Working With An Equine Nutritionist

A nutritionist can tell you if you’re over- or underfeeding or supplementing and address other equine diet concerns.
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equine nutritionist
A nutritionist can tell you if you're over- or underfeeding or supplementing and address other equine diet concerns. | Photo: iStock
As a horse owner or manager, how much time do you spend thinking about and planning your horse’s diet? Results from a 2016 survey of horse owners with diverse backgrounds showed that personal knowledge, print materials, horse-related websites, and veterinarians were common sources of horse health information. A 2015 survey of equine owners and managers of elite show jumpers revealed that the bulk of nutritional information came from the internet, veterinarians, farriers, and feed companies.

Veterinarians are typically the No. 1 resource for equine health information, which is very appropriate. However, most vets have not taken courses in equine nutrition, and nearly 25% of surveyed vets offered no nutritional counseling to their clients. It’s not that vets aren’t interested in nutrition; rather, related continuing education is often unavailable. And it’s difficult to be an expert in everything.

Enter the nutritionist, who might work independently, for universities, feed companies, or, yes, even in partnership with veterinarians. Clair Thunes, PhD, of Summit Equine Nutrition, in Sacramento, California, says, “I love to work with vets and feel that it is an important part of providing coordinated care. Working together and combining our expertise results in the best outcome for the horse.”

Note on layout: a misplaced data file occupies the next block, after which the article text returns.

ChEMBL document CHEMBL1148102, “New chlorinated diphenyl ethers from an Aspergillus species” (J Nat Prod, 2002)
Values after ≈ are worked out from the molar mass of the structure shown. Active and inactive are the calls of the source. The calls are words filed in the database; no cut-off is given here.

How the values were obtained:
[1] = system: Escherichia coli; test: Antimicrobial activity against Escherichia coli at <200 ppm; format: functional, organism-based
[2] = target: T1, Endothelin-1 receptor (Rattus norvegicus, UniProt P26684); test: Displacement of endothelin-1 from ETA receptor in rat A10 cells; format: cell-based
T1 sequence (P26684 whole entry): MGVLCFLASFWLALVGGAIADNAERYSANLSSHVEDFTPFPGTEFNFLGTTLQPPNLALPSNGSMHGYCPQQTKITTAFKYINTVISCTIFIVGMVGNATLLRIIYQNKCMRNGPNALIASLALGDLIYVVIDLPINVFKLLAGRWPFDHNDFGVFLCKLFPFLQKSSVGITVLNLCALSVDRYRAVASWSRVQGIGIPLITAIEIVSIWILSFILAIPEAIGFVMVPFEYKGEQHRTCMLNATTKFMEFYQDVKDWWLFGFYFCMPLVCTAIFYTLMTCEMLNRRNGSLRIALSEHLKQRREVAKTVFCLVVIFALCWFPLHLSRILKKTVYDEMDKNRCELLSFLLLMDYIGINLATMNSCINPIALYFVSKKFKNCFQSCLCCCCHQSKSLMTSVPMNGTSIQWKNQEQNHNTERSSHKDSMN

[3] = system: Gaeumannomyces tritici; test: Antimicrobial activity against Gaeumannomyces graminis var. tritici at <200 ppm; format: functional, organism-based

Nutritionists evaluate a horse’s entire diet. We’ll tell you if you are over- or undersupplementing, feeding too much or too little, and address concerns related to weight management or metabolic or other problems. Importantly, we’ll explain why we make the recommendations we do

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Written by:

Nettie Liburt, MS, PhD, PAS, is an equine nutritionist based on Long Island, New York. She is a graduate of Rutgers University, where she studied equine exercise physiology and nutrition. Liburt is a member of the Equine Science Society.

One Response

  1. I’m working with a nutritionist from Penn State College and my veterinarian, together they designed a feeding program to manage and keep sound my Insulin Resistance (IR), Equine Metabolic Syndrome (EMS) mare Mule. Dottie arrived to our PA farm from Idaho 7/8/2020 sound and healthy. Her body score index was 8 – 9. After her 2 week on the farm quarantine we slowly introduced her to our other mules and pasture and work. Mid winter she was tender footed, I thought from her trim and hard/frozen ground. Because she hadn’t lost any weight with work and minimal feed we switched her to a ration balancer, pasture and hay. Early spring we had blood panels done and found her to be Insulin Resistant with no other disorders, diseases and non-PPID. Through hay analysis by Penn State and another lab the Nutritionist matched a feed wth NSC at 10-12% recommended for equine insulin dysregulation. Dottie is wearing Soft Stride Boots with Orthotic support for 6 months and is walking and trotting sound, Tha laminitic hoof ridges have almost grown out, she is also fed a magnesium- chromium based feed supplement. We expect to put her back in light work with a rider this spring. She’ll be kept off our abundant cool season grass pastures nd we may try a grazing muzzle and limited turn out in a sacrifice paddock after it eatten down.

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